Track Ageing

Ageing tracks is a way to determine when an animal was present. This can be very useful if you are studying, photographing or hunting an animal. Here is a photo of a mountain lion track on which I now have some history.

IMG_3700 2-day old track

This photograph was taken on Friday September 22nd 2017 at 2:33 PM.

This track was made in deep dust on a little-used road. The dust is deep because it is in a portion of the road that is fairly steep and the soil is deeper than most of the area. Summer use tears up the soil and reduces it to fines of dirt and small rocks.

Here is another photograph of a track in the same series of prints. It’s not exactly the same track, as a truck ran over the portion of the track that I photographed two days earlier. Here is the first photograph.

mountain lion track IMG_3691 rotated CCW 90

This track photo was taken on Wednesday September 20th 2017 at 12:47 PM.

Because this track has not been deformed, I concluded right away that it was  at most  hours old and possibly only minutes old.

When ageing tracks one looks for deterioration caused by the forces of nature. Weather is a key. Wind reduces clarity of the track. The September 20th track is very clear and the edges are sharp. It has not been disfigured by wind.

Rain is another important weather element. A heavy rain may wipe tracks out completely, but it will also create the beginning of a new time line.

Gravity also has an effect, but it takes longer for gravity to take effect. Other tracks also can be used in aging. For example, cars will eliminate many tracks. On heavily used hiking trails, people may eliminate all wild animal tracks by day. Animals will replenish their tracks at night.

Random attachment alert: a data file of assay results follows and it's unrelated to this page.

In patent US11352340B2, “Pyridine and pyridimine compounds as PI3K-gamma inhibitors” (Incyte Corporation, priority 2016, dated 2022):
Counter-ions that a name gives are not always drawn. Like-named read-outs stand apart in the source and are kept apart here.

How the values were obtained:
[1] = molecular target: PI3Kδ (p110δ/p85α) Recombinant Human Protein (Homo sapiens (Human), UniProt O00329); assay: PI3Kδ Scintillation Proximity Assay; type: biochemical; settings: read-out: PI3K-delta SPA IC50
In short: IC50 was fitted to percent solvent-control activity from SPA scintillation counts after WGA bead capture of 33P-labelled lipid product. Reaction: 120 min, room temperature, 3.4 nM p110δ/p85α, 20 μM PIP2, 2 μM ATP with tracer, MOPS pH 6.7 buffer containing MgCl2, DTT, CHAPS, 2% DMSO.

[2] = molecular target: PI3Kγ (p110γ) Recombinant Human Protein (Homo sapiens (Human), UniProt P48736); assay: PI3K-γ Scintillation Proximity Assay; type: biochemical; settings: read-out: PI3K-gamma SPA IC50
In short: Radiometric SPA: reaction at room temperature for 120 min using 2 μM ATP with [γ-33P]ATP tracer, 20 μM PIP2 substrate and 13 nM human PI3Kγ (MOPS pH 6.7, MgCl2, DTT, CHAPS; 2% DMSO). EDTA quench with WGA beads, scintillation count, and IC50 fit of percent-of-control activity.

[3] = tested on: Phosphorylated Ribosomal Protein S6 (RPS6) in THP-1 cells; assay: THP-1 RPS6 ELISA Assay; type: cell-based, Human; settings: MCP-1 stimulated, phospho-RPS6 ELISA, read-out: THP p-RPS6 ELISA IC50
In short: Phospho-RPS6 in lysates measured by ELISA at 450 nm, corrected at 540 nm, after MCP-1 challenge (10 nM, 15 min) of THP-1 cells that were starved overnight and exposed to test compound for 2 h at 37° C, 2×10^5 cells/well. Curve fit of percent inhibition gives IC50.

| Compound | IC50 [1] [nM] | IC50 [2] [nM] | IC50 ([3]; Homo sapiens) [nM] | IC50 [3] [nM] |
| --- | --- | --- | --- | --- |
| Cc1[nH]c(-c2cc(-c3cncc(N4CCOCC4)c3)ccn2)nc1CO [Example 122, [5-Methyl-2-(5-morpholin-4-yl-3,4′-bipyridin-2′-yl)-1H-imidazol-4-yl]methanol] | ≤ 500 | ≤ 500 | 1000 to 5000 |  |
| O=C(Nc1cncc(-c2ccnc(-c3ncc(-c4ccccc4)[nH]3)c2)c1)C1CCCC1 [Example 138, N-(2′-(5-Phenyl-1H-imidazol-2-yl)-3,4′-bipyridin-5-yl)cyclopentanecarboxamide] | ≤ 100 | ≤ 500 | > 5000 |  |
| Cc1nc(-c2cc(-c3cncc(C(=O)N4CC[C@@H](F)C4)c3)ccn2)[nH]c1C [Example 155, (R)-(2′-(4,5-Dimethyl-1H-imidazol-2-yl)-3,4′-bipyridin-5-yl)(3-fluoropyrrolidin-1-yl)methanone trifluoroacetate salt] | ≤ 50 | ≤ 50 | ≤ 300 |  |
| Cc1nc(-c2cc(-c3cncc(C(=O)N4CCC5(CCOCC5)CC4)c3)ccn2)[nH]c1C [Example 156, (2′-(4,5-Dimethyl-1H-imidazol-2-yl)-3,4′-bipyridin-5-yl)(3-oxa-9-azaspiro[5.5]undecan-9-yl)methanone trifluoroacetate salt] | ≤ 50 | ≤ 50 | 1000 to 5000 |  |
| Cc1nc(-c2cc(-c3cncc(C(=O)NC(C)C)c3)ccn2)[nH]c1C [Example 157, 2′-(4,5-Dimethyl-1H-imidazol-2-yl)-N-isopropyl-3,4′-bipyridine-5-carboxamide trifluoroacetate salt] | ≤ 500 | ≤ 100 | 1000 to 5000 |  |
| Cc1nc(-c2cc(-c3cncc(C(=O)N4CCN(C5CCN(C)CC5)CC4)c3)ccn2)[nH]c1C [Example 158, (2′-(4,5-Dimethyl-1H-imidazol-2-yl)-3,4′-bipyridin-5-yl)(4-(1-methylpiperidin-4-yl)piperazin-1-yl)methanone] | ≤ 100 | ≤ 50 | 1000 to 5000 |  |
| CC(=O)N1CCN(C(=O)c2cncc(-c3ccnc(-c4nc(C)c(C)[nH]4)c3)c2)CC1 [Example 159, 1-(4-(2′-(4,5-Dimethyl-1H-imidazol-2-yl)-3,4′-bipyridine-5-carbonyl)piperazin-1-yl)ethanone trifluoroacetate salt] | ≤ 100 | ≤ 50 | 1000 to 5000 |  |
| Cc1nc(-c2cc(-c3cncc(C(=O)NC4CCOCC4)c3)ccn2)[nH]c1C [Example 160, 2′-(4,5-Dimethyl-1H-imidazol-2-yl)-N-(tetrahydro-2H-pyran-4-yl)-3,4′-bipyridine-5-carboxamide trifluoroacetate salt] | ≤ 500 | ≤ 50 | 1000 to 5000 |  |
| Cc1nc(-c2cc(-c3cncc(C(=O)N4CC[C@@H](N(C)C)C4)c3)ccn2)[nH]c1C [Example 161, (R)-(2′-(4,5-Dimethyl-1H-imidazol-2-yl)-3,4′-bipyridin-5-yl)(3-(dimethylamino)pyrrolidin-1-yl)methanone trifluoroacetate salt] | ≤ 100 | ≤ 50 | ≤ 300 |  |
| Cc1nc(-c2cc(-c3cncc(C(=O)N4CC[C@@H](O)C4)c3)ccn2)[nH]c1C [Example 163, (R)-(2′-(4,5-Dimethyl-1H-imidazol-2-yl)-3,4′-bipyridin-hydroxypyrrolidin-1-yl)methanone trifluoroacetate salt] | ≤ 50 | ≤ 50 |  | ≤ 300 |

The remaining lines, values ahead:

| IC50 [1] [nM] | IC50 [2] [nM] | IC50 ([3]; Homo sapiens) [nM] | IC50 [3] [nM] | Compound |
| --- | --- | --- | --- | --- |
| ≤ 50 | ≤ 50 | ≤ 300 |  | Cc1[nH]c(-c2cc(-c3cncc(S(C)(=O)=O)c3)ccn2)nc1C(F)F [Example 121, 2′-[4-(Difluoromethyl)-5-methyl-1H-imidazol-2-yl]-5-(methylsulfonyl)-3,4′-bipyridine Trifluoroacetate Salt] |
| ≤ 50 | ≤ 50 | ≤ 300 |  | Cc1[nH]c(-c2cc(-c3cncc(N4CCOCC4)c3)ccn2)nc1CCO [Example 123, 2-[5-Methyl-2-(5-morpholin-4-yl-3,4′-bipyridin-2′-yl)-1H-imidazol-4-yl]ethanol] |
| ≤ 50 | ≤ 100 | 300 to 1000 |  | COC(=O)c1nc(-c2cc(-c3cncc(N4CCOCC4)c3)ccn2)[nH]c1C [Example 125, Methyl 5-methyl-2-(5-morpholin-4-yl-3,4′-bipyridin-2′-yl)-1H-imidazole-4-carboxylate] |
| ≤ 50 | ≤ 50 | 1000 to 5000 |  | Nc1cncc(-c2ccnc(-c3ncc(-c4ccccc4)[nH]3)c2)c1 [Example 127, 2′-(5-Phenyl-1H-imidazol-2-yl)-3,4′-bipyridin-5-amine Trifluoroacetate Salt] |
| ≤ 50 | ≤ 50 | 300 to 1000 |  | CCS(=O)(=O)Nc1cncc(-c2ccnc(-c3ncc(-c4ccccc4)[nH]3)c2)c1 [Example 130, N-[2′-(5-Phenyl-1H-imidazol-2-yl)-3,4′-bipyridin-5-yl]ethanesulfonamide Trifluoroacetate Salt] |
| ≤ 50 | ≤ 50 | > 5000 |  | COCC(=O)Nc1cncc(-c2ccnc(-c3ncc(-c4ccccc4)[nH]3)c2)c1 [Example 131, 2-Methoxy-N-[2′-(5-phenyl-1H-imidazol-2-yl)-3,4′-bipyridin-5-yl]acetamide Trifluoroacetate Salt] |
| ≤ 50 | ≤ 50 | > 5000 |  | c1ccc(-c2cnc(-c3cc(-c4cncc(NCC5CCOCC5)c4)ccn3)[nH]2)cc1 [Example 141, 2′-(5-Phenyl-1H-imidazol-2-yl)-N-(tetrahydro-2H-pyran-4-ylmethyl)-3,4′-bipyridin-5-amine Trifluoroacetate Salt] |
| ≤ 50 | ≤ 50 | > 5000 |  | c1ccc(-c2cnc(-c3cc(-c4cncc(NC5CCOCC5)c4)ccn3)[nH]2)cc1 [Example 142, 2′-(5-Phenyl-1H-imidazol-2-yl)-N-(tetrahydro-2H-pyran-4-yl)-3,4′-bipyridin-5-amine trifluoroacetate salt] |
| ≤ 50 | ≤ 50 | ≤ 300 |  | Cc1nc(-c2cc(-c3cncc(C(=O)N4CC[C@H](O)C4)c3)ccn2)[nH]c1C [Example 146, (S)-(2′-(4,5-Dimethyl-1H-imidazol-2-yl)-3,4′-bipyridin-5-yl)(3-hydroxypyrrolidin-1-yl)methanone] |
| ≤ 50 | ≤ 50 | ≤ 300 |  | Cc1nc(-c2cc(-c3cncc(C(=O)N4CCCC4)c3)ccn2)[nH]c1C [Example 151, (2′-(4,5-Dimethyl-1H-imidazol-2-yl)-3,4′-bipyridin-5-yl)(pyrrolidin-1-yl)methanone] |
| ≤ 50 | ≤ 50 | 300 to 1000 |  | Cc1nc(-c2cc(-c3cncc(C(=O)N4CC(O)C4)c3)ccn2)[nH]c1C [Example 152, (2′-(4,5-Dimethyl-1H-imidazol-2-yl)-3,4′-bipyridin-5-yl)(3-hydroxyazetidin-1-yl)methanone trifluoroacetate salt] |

If you want to find a bear track on a mountain hiking trail, the best opportunity will be first thing in the morning.

I know that it was quite windy on Wednesday evening and there was also a very light rain. These are major sources of the deterioration that took place between Wednesday and Friday.

If the weather had been perfect with no rain and little wind, the Friday track could have looked much closer to way it did on Wednesday. However, additional truck traffic might have completely wiped out all the tracks.

The conclusion is that the key to good track ageing is the creation of a time line that records the timing of any activities that could cause deterioration or complete elimination of the track.

Here is one last photo. Look at it closely and you’ll see a leaf in the front track. You can tell that the leaf was blown in, not stepped on, by the lion. The strong winds blew on Wednesday evening before sunset.

IMG_3700-1 track with leaf

A heavy summer rain can create a track pattern that can be deemed to have been made within a short time frame for as much as several weeks. A track in mud can only happen while the ground is very wet and the palette for a mud track created following a summer rain is often only receptive for about half a day. Once created, a mud track often lasts until the next heavy rain.

Snow is the very best palette for ageing tracks and one can learn a lot about animal tracks if they are blessed by living in a region with frequent winter snow – something we don’t have here in the SF Bay Area.